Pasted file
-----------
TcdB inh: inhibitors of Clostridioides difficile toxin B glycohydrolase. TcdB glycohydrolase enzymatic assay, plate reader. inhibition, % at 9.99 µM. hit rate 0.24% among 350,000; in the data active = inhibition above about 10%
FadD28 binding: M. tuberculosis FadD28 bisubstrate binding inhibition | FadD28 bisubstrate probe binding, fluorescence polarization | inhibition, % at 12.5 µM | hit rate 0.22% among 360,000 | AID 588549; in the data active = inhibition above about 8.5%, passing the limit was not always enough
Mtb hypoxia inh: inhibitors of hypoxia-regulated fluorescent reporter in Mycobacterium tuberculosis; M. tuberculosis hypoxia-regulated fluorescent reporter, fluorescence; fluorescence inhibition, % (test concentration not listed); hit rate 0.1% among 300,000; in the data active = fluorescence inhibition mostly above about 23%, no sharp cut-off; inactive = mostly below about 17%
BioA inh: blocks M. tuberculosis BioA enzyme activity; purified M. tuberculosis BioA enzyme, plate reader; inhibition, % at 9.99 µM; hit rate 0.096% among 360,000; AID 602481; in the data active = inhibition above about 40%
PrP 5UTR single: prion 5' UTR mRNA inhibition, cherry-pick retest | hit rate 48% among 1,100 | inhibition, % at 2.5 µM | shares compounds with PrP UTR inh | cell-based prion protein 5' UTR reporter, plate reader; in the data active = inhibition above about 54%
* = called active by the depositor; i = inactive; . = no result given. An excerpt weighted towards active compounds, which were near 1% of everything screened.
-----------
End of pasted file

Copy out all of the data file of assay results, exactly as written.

TcdB inh: inhibitors of Clostridioides difficile toxin B glycohydrolase. TcdB glycohydrolase enzymatic assay, plate reader. inhibition, % at 9.99 µM. hit rate 0.24% among 350,000; in the data active = inhibition above about 10%
FadD28 binding: M. tuberculosis FadD28 bisubstrate binding inhibition | FadD28 bisubstrate probe binding, fluorescence polarization | inhibition, % at 12.5 µM | hit rate 0.22% among 360,000 | AID 588549; in the data active = inhibition above about 8.5%, passing the limit was not always enough
Mtb hypoxia inh: inhibitors of hypoxia-regulated fluorescent reporter in Mycobacterium tuberculosis; M. tuberculosis hypoxia-regulated fluorescent reporter, fluorescence; fluorescence inhibition, % (test concentration not listed); hit rate 0.1% among 300,000; in the data active = fluorescence inhibition mostly above about 23%, no sharp cut-off; inactive = mostly below about 17%
BioA inh: blocks M. tuberculosis BioA enzyme activity; purified M. tuberculosis BioA enzyme, plate reader; inhibition, % at 9.99 µM; hit rate 0.096% among 360,000; AID 602481; in the data active = inhibition above about 40%
PrP 5UTR single: prion 5' UTR mRNA inhibition, cherry-pick retest | hit rate 48% among 1,100 | inhibition, % at 2.5 µM | shares compounds with PrP UTR inh | cell-based prion protein 5' UTR reporter, plate reader; in the data active = inhibition above about 54%
* = called active by the depositor; i = inactive; . = no result given. An excerpt weighted towards active compounds, which were near 1% of everything screened.